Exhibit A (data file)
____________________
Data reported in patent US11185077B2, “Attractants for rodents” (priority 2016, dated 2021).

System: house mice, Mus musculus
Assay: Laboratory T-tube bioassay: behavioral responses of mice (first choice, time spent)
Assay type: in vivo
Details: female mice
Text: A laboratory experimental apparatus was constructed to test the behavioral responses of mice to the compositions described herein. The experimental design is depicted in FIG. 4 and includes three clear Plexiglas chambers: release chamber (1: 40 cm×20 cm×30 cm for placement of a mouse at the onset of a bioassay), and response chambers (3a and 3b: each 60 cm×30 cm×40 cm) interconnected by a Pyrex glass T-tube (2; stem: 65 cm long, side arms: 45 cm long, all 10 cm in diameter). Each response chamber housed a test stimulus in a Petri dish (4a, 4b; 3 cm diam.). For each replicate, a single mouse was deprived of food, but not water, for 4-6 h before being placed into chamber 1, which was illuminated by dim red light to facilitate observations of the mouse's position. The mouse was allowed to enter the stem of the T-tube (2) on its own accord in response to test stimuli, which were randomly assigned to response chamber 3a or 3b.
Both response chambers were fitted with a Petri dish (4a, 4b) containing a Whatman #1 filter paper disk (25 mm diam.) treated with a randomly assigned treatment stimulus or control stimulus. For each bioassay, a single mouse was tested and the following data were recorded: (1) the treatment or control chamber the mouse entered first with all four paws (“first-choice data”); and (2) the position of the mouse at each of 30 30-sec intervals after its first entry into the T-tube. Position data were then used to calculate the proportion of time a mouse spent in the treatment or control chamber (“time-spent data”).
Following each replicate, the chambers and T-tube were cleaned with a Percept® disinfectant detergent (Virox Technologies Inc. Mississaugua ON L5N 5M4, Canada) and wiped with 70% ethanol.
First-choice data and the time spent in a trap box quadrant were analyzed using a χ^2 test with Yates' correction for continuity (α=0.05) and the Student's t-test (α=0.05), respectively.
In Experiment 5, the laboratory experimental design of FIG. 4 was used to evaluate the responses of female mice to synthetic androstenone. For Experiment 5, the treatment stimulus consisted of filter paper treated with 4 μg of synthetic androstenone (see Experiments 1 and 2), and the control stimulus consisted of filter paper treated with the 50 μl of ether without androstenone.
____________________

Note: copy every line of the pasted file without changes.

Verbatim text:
Data reported in patent US11185077B2, “Attractants for rodents” (priority 2016, dated 2021).

System: house mice, Mus musculus
Assay: Laboratory T-tube bioassay: behavioral responses of mice (first choice, time spent)
Assay type: in vivo
Details: female mice
Text: A laboratory experimental apparatus was constructed to test the behavioral responses of mice to the compositions described herein. The experimental design is depicted in FIG. 4 and includes three clear Plexiglas chambers: release chamber (1: 40 cm×20 cm×30 cm for placement of a mouse at the onset of a bioassay), and response chambers (3a and 3b: each 60 cm×30 cm×40 cm) interconnected by a Pyrex glass T-tube (2; stem: 65 cm long, side arms: 45 cm long, all 10 cm in diameter). Each response chamber housed a test stimulus in a Petri dish (4a, 4b; 3 cm diam.). For each replicate, a single mouse was deprived of food, but not water, for 4-6 h before being placed into chamber 1, which was illuminated by dim red light to facilitate observations of the mouse's position. The mouse was allowed to enter the stem of the T-tube (2) on its own accord in response to test stimuli, which were randomly assigned to response chamber 3a or 3b.
Both response chambers were fitted with a Petri dish (4a, 4b) containing a Whatman #1 filter paper disk (25 mm diam.) treated with a randomly assigned treatment stimulus or control stimulus. For each bioassay, a single mouse was tested and the following data were recorded: (1) the treatment or control chamber the mouse entered first with all four paws (“first-choice data”); and (2) the position of the mouse at each of 30 30-sec intervals after its first entry into the T-tube. Position data were then used to calculate the proportion of time a mouse spent in the treatment or control chamber (“time-spent data”).
Following each replicate, the chambers and T-tube were cleaned with a Percept® disinfectant detergent (Virox Technologies Inc. Mississaugua ON L5N 5M4, Canada) and wiped with 70% ethanol.
First-choice data and the time spent in a trap box quadrant were analyzed using a χ^2 test with Yates' correction for continuity (α=0.05) and the Student's t-test (α=0.05), respectively.
In Experiment 5, the laboratory experimental design of FIG. 4 was used to evaluate the responses of female mice to synthetic androstenone. For Experiment 5, the treatment stimulus consisted of filter paper treated with 4 μg of synthetic androstenone (see Experiments 1 and 2), and the control stimulus consisted of filter paper treated with the 50 μl of ether without androstenone.